Columns, Opinion

RENNER: Free speech threatened in Mexico, abroad

A female reporter was dragged from her home in Mexico by gunmen Monday night, NBC reported. Anabel Flores Salazar was a crime reporter in Veracruz, Mexico. This means that she is extremely aware of criminal activity in Mexico — an intimidating job description, to say the least.

In Veracruz alone, 15 journalists have been murdered in the last six years. Just this past August, five gunmen stormed a bar in the nearby town of Orizaba and killed a reporter who was meeting with a supposed drug gang boss.

Mexico has historically been one of the most dangerous places in the world for those who work in the media, and it consistently maintains one of the highest levels of unsolved crimes against the press.

The newspaper where Flores Salazar works, El Buen Tono, has been receiving threatening phone calls from individuals who claim to be members of the Zetas drug cartel. These people are threatening to burn down the newspaper’s office because of stories it’s published in the past.

The office disclosed that Flores Salazar had been in the company of one of Zetas’ leaders in 2014 when he was arrested. Prosecutors told NBC they were investigating “all the reporter’s possible ties,” but crimes of this nature come as no surprise to Mexican authorities.

Mexico has fallen far, far behind when it comes to freedom of the press. The Mexican Constitution gave citizens this most basic right in 1917 in Article 7, which states, “The freedom to write and publish writings on any subjects is inviolable. Neither laws, nor authorities shall execute any kind of previous censorship.” However unfortunate and unforeseen, free speech has certainly provoked crimes as of late.

According to the 2012 Reporters Without Borders Press Freedom Index, Mexico ranks 149 out of 179 in its freedom of the press, showing just how dire the situation is for reporters. The government refuses to protect its journalists against the extremely dangerous drug cartels that continue to ravage the media.

In 2014, the Mexican state of Sinaloa approved a reform that “forbid the press to cover any matter of security,” Latin American news network teleSUR reported. This came at a time when Sinaloa was considered one of the most violent states in Mexico solely because of the heightened power of local drug cartels. Is this an appropriate way to combat attacks not only on the ideal of freedom, but also physically on human beings?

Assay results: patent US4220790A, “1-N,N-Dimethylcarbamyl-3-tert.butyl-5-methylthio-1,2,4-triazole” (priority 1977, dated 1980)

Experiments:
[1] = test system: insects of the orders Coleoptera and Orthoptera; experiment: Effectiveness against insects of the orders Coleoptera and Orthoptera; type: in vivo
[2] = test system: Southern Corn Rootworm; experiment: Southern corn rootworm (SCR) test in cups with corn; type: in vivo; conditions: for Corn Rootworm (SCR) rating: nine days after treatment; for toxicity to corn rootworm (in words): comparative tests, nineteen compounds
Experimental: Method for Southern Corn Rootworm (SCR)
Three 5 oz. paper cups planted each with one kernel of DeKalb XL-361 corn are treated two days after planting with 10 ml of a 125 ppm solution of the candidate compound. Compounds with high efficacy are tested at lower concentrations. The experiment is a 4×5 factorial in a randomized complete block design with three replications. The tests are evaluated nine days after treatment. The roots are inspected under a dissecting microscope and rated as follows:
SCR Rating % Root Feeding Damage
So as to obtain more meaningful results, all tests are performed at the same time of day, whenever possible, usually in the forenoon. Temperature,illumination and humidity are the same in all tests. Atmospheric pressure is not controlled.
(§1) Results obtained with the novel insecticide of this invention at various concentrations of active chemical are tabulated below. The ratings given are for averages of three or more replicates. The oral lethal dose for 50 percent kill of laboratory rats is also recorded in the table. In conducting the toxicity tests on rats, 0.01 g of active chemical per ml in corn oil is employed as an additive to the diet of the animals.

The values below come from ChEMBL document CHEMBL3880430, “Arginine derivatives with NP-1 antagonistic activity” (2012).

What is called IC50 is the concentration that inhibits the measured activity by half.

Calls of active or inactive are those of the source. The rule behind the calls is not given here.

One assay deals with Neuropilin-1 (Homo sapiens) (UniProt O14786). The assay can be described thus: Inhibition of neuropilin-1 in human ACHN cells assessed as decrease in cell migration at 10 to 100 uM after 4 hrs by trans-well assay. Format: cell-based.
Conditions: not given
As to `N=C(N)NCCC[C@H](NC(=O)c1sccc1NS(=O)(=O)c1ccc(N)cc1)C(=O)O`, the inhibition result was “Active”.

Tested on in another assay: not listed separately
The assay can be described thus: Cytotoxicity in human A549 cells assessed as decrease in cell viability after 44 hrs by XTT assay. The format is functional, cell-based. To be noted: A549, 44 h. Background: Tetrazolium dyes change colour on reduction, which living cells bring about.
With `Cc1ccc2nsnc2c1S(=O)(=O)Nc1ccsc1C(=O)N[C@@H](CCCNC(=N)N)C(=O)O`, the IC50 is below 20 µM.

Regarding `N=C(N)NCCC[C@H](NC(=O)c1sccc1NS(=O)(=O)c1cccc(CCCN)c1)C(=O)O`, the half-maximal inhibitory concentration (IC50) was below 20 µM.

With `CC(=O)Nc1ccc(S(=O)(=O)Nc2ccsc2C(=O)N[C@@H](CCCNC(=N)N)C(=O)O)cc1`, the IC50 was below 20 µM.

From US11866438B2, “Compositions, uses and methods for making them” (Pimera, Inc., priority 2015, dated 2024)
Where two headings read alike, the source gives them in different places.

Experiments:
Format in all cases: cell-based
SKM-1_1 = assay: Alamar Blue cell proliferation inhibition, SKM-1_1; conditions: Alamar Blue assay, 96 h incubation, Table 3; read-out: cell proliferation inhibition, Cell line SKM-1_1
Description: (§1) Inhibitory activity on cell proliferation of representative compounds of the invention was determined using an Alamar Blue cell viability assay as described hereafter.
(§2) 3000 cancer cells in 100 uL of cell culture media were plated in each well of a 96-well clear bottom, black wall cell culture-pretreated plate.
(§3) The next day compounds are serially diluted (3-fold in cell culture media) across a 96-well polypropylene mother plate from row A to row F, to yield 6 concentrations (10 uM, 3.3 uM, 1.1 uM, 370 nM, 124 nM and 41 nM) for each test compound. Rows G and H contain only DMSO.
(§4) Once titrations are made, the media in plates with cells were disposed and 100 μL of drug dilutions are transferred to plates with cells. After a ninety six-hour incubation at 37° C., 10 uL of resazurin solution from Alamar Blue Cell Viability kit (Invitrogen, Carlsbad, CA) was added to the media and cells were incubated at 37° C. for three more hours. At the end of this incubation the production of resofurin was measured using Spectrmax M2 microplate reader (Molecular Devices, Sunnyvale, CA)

Recently, this question has been posed all over the world. In the aftermath of the Charlie Hebdo attack in 2015, columnists and talk show hosts around the world have been discussing the issue of free speech, often finding ways to bash the United States in the process.

Time magazine writer Charlotte Alter’s 2015 article “We Have a Free-Speech Problem in America Too,” mentions the incident in which Justine Sacco, an American PR executive, was fired over controversial tweets. Though she was free to express herself through her tweets, this just shows how freedom of speech is becoming regulated in the social sphere.

If we continue to implement Alter’s method of improper comparison, it looks as if the loss of a job is right on par with the loss of life. So often do we fail to realize how good we truly have it in the United States, when just south of us, journalists are risking their lives for a practice we take for granted every day.

The default action for so many members of the media in instances like this is to criticize. Perhaps it is more entertaining for us to draw out our government’s flaws with a sharp, politically charged needle than to offer thanks for the syringe it provided us in the first place.

As a new crop of journalists joins the American workforce — the millennials — I can only hope that growing up to see so much positive change in this country will help us clear away the cynical dust of those who came before.

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